Sabras and Olim on Israel's Arab Minority
More than half of Israel’s Jewish public supports encouraging Arabs to emigrate from Israel. Breaking down the figures, some 77% of immigrants favor this course of action compared to 47% of Sabras. These figures come from the Israel Democracy Institute’s annual Democracy Index, released today.
They reflect a growing sense of concern among Jewish Israelis about the loyalty of the Arab minority to the state. This has been manifest in the success of Yisrael Beiteinu in February’s general election after pedalling a proposal to make all citizens swear allegiance to the state and the ongoing passage through Knesset of the so-called Nakba Law.
Interestingly, the question of who is harsher towards Arabs — immigrants or Sabras — is not as clear cut as responses to this first question suggest. While immigrants are harsher towards Arabs on this issue, when it comes to the question of Arab rights, it is the other way round. Some 38% of the entire Jewish public think that Jewish citizens should have more rights than non-Jewish citizens. This belief is held by 43% of Sabras and 23% of immigrants.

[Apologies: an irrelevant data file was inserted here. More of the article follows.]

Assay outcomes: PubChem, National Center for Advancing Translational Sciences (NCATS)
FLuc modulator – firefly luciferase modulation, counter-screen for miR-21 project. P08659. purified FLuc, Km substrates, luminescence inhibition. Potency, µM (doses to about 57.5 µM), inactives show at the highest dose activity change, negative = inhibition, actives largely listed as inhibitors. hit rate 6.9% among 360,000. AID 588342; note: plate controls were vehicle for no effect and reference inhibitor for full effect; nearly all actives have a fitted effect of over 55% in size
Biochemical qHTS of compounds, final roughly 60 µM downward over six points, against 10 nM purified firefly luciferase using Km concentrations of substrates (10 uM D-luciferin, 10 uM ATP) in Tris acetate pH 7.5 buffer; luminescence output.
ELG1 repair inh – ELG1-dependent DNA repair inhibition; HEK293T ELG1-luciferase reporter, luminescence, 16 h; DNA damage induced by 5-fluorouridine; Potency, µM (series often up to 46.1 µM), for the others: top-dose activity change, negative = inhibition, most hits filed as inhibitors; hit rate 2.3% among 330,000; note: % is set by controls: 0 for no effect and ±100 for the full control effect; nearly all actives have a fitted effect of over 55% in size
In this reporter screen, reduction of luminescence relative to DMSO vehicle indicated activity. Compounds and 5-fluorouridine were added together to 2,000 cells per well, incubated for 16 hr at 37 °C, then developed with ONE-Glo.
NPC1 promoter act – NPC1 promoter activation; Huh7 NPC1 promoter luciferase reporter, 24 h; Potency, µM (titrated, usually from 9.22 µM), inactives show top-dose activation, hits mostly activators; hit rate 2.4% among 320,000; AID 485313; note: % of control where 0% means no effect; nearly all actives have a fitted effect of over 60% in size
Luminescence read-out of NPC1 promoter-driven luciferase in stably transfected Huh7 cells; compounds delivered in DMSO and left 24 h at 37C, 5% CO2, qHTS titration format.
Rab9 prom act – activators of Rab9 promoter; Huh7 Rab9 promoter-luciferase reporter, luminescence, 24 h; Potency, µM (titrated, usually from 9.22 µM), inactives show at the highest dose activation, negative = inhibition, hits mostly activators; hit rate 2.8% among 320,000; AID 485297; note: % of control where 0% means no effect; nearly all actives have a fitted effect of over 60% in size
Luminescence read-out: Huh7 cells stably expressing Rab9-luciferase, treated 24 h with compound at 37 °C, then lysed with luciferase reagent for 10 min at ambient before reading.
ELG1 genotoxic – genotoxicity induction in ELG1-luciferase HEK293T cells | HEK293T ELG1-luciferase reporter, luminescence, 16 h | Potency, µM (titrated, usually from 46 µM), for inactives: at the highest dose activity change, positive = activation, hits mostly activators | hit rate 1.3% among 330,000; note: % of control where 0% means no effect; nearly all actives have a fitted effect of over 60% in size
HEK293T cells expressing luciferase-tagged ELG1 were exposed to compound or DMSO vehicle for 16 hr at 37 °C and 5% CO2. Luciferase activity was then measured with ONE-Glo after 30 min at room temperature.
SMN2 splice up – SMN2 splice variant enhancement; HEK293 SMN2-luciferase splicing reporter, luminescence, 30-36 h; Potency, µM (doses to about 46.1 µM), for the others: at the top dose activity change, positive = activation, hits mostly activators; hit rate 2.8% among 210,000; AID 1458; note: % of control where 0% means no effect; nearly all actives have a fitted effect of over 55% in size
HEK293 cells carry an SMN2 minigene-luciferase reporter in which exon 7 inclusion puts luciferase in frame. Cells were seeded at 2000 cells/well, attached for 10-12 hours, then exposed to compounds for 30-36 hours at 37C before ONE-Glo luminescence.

There’s another figure that challenges attempts to paint, on the basis of this survey, a simple picture of Israeli society. Some 54% of the public says that only citizens who are loyal to the state are entitled to benefit from civil rights. This question seized on the theme of Yisrael Beiteinu’s idea of a citizenship law, which has riled many, especially Arabs. But interestingly, almost one in three Arabs polled said that civil rights should be dependent on loyally — possibly a case of them actually using the survey to demonstrate the very loyalty that is being questioned.
Moving from politics to lifestyle decisions, immigrants from the former Soviet Union appear lukewarm to Israel. Among parents aged 31–40, four out of five Sabras is certain they want to raise their children in Israel, while only 28% of immigrants from the former Soviet Union feel the same. And while 80% of Israeli-born citizens are certain they want to live in Israel, among immigrants from the former Soviet Union the figure drops to 48%.
Israel’s lawmakers went on recess today, and thank goodness they did. Like a bunch of naughty school kids they were starting to get very mischievous as the semester came to an end. A few hours ago, they got a well-deserved telling off from speaker Reuven Rivlin. “If this is the way you behave, no wonder the public thinks this is a circus,” he said. This seems a little harsh… on circuses, which feature genuinely talented people doing impressive things. In comparison, on Thursday the lawmakers were reading children’s books, checking their text messages, and doing crossword puzzles. Read why here.